“It was like this wall burst in my head and these words, these songs, these melodies just flooded out of me. I thought, One day I want to sing my songs. Music kept me going. It was my saving grace.”
He wrote the songs in long-hand, with a pen, in notebooks and on kites (internal request forms). He utilized mics and mixing boards in prison music rooms, buying access to the gear via handmade checks he covered with the $1.21 a day he made working in the kitchen. He earned a culinary degree he uses today as a caterer.
In a prison talent contest he revealed music chops he’d kept on the down low. The prospect of using those chops on the outside kept him sane. After serving eight-plus years, he got out February 2009 and cared for his ill mother until she died that December.
“It was devastating.”
His youngest sibling, Andrea, came to live with him.
He tracked down Icon One’s Alfonzo Lee Jones and began writing songs for the label. Jones admires “the soul and feeling” Morgan puts into his writing,” adding, “Dom paints a vivid picture with every song he composes. You can feel the emotion. That’s powerful.”
Morgan says in Jones he’s found “more than a producer – he’s like a brother to me.”
Meanwhile, Web and radio hosting gigs brought Morgan to the attention of East Coast artists he’s now working with.
His music took off as a recording artist and live performer, he says, once he stopped trying to position himself as a gay singer-songwriter. That transition came with his outreach work for the nonprofit LGBT advocacy group, Heartland Pride.
“I am a singer who happens to be gay. I can still be myself through that but I let the music speak for itself.”
His life and career were rudely interrupted last fall when informed he’d not served the mandatory minimum for one of his charges. He found himself detained four months at the Diagnostic and Evaluation Center.
“It was like watching my life die. It almost killed me wondering how much of my life is slipping away while I’m gone.”
A parole board review set him free in February.
During that limbo he was removed from the Pride board for not disclosing his criminal past. That prompted a Facebook post by Morgan laying out his troubled journey and hard-fought redemption.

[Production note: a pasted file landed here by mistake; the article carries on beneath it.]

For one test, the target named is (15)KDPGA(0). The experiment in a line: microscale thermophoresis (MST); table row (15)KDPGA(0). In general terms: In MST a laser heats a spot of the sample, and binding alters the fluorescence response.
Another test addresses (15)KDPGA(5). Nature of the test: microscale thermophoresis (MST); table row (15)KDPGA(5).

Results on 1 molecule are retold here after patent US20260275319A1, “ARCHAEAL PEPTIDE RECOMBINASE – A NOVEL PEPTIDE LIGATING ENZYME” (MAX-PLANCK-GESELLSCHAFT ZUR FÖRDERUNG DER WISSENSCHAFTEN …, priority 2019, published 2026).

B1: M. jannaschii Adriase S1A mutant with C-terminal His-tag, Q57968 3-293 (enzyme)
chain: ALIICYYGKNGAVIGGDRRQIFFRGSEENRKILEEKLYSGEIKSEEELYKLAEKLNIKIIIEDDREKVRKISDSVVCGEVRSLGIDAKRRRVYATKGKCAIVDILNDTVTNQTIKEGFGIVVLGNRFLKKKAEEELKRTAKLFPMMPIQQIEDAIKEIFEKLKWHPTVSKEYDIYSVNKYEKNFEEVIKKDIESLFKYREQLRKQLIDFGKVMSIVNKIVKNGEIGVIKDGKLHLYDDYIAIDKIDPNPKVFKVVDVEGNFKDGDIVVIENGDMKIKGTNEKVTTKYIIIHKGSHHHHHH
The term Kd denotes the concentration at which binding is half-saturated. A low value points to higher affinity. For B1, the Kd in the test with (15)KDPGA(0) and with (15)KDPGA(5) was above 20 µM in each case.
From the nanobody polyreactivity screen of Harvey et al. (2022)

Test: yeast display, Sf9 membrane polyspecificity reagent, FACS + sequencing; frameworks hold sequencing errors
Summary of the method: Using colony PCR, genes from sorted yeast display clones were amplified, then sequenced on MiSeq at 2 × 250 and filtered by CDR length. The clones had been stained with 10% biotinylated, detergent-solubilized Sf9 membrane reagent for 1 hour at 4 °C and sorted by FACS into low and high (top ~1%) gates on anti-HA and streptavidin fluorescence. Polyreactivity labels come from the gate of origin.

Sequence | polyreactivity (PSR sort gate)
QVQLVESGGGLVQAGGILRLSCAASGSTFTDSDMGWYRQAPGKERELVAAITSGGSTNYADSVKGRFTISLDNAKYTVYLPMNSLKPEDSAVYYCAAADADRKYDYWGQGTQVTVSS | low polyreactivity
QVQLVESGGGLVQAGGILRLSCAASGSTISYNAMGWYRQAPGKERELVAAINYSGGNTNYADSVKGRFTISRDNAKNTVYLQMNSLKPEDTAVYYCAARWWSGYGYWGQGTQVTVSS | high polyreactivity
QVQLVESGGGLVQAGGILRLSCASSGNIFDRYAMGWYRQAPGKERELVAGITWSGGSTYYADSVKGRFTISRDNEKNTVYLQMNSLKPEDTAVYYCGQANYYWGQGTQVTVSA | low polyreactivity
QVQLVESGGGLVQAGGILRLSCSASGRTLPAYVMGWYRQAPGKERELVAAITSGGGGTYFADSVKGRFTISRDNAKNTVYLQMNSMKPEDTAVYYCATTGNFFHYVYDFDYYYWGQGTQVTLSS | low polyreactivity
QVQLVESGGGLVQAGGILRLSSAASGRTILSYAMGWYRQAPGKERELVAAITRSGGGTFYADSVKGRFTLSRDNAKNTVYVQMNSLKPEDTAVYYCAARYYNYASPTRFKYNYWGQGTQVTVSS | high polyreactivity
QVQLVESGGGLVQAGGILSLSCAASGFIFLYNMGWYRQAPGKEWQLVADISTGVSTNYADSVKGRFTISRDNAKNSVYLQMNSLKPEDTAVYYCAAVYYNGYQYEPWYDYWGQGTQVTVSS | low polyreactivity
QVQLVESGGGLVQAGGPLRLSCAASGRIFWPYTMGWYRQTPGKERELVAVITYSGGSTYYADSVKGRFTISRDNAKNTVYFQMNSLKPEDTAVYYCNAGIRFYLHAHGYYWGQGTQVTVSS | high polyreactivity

“I can’t be OK and love who I am now and be ashamed of such a large portion of what made me who I am,” he says. “I felt I needed to own my story. I wanted people to really know where I came from.”
He’s since co-founded Queer People of Color Nebraska. It seeks to start conversations in the African-American community and larger community about the challenges of being black and gay in America.
His advocacy for equal rights led him to co-direct a recently released “Black Lives Matter” video.
“I want to do it loud and proud,” he says.
The release party for his new album, Loveaholics Anonymous – Welcome to Rehab, is April 25 at The 402 in Benson.
Follow Dom at http://www.facebook.com/dniquemorgan.
Mike Whye and I did a panel on freelance journalism this morning at the Society of Professional Journalists Region 7 Conference at UNO’s Community Engagement Center. The audience was made up of students, working professionals and educators from Nebraska and surrounding states. It was fun talking sharing craft and business aspects of freelancing. That’s Mike on the left, me in the middle and moderator Jonathan Garcia on the right. Thanks to Chris Bacon and Jeremy Lipschultz for the photos and thanks to Rob McLean for the invitation to participate. I enjoyed meeting Mike (mwhye.home.radiks.net), Jonathan and Rob and I enjoyed seeing my collleague Jeremy again. Doing events like this help remind me why I do what I do, the way I do it. FREElance = Indpendence.
In January Opera Omaha went rogue again with its annual gala, this time infiltratiing a section of the Crossroads Mall for a swank sit-down dinner given a theatrical going over with surrealist set dressings inspired by the contemporary opera, A Flowering Tree. Live excerpts from the mythic opera were performed tableside for a rapt audience that sometimes felt as if they were a part of the dramatic and transformative experience. A Flowering Tree’s staged production in February at the Orpheum Theater gave audiences the full measure of this beautiful and imaginative work whose ending is one of the most sublime artistic expressions I’ve had the pleasure of witnessing. If you didn’t know it already, Opera Omaha is one of America’s leading opera companies and its reputation only grows with time.
Opera Omaha re-imagines the gala with A Flowering Tree
Hidebound event transformed to mirror opera’s dramatic, theatrical world
Breaking the mold to build new audiences
©by Leo Adam Biga
Originally appeared in Metro Magazine (http://www.spiritofomaha.com/)
A contemporary opera all about transformation got its legs at an unconventional site slated for rebirth, the Crossroads Mall, during the January 16 Opera Omaha Gala.